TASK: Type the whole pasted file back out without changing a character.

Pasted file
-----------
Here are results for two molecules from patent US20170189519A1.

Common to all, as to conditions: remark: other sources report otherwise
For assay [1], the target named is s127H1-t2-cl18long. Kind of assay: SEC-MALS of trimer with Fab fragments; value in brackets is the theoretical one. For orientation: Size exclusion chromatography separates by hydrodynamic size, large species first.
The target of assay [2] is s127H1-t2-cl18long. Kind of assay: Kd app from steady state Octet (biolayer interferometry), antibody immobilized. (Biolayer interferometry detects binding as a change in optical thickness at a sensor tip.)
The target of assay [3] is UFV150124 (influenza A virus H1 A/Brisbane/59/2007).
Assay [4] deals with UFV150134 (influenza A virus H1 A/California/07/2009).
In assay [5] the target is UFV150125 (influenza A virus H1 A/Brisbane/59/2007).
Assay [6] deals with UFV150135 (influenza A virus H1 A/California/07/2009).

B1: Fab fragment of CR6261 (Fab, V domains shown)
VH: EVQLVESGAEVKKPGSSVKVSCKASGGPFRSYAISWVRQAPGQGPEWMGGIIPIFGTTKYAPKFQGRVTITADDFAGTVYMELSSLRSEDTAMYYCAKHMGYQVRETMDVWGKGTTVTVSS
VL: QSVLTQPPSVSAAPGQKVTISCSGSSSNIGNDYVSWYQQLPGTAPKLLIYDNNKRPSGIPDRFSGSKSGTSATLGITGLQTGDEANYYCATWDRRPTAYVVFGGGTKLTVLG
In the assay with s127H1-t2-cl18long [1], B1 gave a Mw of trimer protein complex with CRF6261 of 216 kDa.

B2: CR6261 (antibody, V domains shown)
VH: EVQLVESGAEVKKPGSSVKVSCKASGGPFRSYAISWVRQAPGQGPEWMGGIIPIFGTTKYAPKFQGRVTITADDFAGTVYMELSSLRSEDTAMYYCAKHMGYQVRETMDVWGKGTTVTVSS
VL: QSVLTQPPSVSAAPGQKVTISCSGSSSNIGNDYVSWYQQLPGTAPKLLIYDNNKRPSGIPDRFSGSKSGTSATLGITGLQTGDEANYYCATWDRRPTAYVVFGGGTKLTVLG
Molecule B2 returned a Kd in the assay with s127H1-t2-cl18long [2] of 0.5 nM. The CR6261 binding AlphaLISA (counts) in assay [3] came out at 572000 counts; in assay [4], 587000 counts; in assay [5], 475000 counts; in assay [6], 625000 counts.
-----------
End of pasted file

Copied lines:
Here are results for two molecules from patent US20170189519A1.

Common to all, as to conditions: remark: other sources report otherwise
For assay [1], the target named is s127H1-t2-cl18long. Kind of assay: SEC-MALS of trimer with Fab fragments; value in brackets is the theoretical one. For orientation: Size exclusion chromatography separates by hydrodynamic size, large species first.
The target of assay [2] is s127H1-t2-cl18long. Kind of assay: Kd app from steady state Octet (biolayer interferometry), antibody immobilized. (Biolayer interferometry detects binding as a change in optical thickness at a sensor tip.)
The target of assay [3] is UFV150124 (influenza A virus H1 A/Brisbane/59/2007).
Assay [4] deals with UFV150134 (influenza A virus H1 A/California/07/2009).
In assay [5] the target is UFV150125 (influenza A virus H1 A/Brisbane/59/2007).
Assay [6] deals with UFV150135 (influenza A virus H1 A/California/07/2009).

B1: Fab fragment of CR6261 (Fab, V domains shown)
VH: EVQLVESGAEVKKPGSSVKVSCKASGGPFRSYAISWVRQAPGQGPEWMGGIIPIFGTTKYAPKFQGRVTITADDFAGTVYMELSSLRSEDTAMYYCAKHMGYQVRETMDVWGKGTTVTVSS
VL: QSVLTQPPSVSAAPGQKVTISCSGSSSNIGNDYVSWYQQLPGTAPKLLIYDNNKRPSGIPDRFSGSKSGTSATLGITGLQTGDEANYYCATWDRRPTAYVVFGGGTKLTVLG
In the assay with s127H1-t2-cl18long [1], B1 gave a Mw of trimer protein complex with CRF6261 of 216 kDa.

B2: CR6261 (antibody, V domains shown)
VH: EVQLVESGAEVKKPGSSVKVSCKASGGPFRSYAISWVRQAPGQGPEWMGGIIPIFGTTKYAPKFQGRVTITADDFAGTVYMELSSLRSEDTAMYYCAKHMGYQVRETMDVWGKGTTVTVSS
VL: QSVLTQPPSVSAAPGQKVTISCSGSSSNIGNDYVSWYQQLPGTAPKLLIYDNNKRPSGIPDRFSGSKSGTSATLGITGLQTGDEANYYCATWDRRPTAYVVFGGGTKLTVLG
Molecule B2 returned a Kd in the assay with s127H1-t2-cl18long [2] of 0.5 nM. The CR6261 binding AlphaLISA (counts) in assay [3] came out at 572000 counts; in assay [4], 587000 counts; in assay [5], 475000 counts; in assay [6], 625000 counts.